The Bunker welcomed Pole (Berlin), 2562 (a personal favorite via the Netherlands), Untold (UK), TRG (Romania), Dave Q (NYC), FaltyDL (NYC), Pavel Ambiont (Belarus), Sepalcure (NYC) and Konque (Brooklyn). In comparison to Friday night, I stayed close to the doors and merchandise table. For a about an hour I snuck away to get down to Konque’s set. [Shout out to David Last and Sasha Kaline!] Needless to say it was yet again a wonderul night with killer dubstep, minimal, groove, funk and bass to shake the house. Heres a great review of the night.
It is commonly misperceived that UNSOUND is simply a music festival that is strictly shows. The organizations involved in putting on UNSOUND worked to create an all encompassing ten day event that not only involved performances, but also included panel discussions, workshops and art exhibitions. I was lucky enough to spend Sunday afternoon at Devotion gallery in Williamsburg. Devotion is a small, unassuming gallery space that put on the Sound Postcards exhibition (co-presented by the Polish Cultural Institute). In 1970s communist Poland it was extremely difficult to obtain vinyl, so sound postcards were the next best option. Sound postcards are exactly what they seem like, any style postcard with an analogue recording engraved in a thin layer of laminate. These cards, over 400, can be played on any record player, are generally lower quality with a single track and the images range from kittens to flowers to people to stylin’ seventies graphic art. It was a slow afternoon with only a few visitors but the space is super sleek and it was unlike any exhibit I’ve ever experienced. Until that afternoon I had never heard or even conceived of postcards that are records (now quite rare to come across) and I thoroughly enjoyed listening to 70s Polish superstar ballads, Michael Jackson covers and swing songs.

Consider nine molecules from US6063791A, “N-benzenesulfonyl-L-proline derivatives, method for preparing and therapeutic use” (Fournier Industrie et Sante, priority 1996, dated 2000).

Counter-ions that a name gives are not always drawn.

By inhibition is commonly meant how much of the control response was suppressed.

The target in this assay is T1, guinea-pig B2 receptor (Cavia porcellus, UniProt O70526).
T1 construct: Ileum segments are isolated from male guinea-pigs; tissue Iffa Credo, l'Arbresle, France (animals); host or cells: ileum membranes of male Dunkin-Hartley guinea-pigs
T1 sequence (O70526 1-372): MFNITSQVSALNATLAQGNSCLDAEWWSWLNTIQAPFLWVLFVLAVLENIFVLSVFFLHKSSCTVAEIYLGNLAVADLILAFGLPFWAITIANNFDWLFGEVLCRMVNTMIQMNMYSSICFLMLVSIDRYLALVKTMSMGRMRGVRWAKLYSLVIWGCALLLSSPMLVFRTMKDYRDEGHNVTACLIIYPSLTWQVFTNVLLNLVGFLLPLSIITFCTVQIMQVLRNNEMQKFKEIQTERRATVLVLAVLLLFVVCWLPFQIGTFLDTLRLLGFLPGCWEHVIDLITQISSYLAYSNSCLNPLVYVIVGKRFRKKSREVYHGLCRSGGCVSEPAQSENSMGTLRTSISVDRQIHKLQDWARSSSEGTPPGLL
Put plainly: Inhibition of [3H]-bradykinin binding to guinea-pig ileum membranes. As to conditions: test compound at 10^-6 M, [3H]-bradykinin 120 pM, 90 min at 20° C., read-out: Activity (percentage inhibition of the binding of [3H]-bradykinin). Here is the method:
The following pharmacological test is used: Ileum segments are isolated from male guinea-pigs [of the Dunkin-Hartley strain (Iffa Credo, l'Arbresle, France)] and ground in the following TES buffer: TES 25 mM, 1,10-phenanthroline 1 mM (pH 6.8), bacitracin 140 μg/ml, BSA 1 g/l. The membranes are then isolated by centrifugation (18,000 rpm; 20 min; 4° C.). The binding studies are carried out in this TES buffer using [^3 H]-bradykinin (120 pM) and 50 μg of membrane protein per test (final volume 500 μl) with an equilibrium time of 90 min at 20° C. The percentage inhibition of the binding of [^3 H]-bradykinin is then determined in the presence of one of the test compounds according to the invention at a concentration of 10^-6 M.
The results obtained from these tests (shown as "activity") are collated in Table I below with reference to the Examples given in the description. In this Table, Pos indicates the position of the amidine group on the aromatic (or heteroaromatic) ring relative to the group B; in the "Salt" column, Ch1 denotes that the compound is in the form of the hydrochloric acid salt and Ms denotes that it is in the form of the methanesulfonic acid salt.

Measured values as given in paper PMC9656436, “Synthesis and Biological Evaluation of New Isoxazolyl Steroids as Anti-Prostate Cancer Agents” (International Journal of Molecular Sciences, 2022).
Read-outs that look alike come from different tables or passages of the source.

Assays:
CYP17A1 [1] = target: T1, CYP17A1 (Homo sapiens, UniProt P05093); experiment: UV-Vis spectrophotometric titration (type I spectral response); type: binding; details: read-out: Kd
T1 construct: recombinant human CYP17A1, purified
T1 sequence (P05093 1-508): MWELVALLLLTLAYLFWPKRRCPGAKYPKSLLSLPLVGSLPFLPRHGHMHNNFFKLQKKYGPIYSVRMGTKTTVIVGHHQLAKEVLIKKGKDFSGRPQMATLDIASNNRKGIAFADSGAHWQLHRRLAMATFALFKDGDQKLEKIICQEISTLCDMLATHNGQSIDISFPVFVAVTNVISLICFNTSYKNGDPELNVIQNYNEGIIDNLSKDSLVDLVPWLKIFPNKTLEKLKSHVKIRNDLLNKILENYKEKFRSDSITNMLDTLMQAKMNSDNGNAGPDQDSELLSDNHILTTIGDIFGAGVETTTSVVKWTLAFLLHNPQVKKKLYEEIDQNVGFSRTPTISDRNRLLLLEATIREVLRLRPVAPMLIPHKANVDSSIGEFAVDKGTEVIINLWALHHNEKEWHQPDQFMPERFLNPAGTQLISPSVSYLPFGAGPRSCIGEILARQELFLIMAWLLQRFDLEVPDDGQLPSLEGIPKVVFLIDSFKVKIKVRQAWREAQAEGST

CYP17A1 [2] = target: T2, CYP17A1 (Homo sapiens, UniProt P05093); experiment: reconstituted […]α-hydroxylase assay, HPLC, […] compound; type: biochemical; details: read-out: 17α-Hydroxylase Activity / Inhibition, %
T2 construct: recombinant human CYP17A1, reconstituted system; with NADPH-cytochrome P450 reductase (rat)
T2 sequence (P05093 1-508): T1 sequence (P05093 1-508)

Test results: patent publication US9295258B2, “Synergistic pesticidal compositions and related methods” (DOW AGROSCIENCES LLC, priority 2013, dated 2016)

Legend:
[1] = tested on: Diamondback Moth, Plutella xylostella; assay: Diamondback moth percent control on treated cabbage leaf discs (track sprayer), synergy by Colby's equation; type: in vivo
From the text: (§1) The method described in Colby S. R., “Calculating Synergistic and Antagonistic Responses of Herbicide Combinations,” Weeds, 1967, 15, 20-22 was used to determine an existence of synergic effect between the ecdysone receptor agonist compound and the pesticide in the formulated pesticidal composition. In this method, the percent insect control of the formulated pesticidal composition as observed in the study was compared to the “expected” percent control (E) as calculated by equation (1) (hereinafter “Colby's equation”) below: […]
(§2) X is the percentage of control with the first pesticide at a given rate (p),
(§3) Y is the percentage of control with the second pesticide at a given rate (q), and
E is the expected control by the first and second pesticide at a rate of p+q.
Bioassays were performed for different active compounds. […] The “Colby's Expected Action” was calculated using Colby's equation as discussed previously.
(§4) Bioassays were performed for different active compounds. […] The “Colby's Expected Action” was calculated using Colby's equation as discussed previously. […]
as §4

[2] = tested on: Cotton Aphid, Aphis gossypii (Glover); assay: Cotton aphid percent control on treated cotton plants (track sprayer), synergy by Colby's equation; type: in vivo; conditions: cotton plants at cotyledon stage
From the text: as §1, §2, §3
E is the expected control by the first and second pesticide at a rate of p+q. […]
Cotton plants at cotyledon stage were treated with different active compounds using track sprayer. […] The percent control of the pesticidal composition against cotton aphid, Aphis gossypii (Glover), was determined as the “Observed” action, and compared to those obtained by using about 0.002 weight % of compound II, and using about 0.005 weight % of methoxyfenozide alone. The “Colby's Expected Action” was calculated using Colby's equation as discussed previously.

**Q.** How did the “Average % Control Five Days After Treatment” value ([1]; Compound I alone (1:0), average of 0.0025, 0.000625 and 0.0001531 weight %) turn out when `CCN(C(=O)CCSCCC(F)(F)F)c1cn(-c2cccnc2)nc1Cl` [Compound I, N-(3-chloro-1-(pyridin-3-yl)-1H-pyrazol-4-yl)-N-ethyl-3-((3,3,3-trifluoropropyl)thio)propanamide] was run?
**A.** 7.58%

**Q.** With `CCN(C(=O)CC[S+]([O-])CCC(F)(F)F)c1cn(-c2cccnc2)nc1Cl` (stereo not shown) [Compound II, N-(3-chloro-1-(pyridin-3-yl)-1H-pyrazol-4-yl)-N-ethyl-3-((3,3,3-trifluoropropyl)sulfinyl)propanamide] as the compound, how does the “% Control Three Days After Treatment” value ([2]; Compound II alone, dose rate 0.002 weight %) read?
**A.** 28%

I then made my way to ROSE Bar only a few blocks away from Devotion to decorate for The Kiss & Tell party (Queen of Hearts). Fabulous hostess and Bunker photographer Seze Devres has been throwing Kiss & Tell (themed) parties monthly for the past four years. The space was small and intimate and Seze and I, in the spirit of Valentine’s Day decked out ROSE bar in hundreds of playing cards and hearts. Kiss & Tell welcomed Barbara Preisinger, Spinoza, Mike Servito and Mike Huckaby. All the dj’s killed it and I stayed until the doors closed. Mike Huckaby (for president!) was the most memorable of all sets and his remixing of classic dance songs with deep house beats melted my face.
All in all UNSOUND was an incredible experience that I am grateful to have been apart of, if only in the smallest way. I was able to particpate in something biger than myself. [I think I put off writing this post because I feel as if there are no words to express my experience] UNSOUND may not be that known, or receive hype like other national festivals but Unsound is quite epic. It is collaboration, innovation, creation, art, culture and progression and I can’t wait until the next one.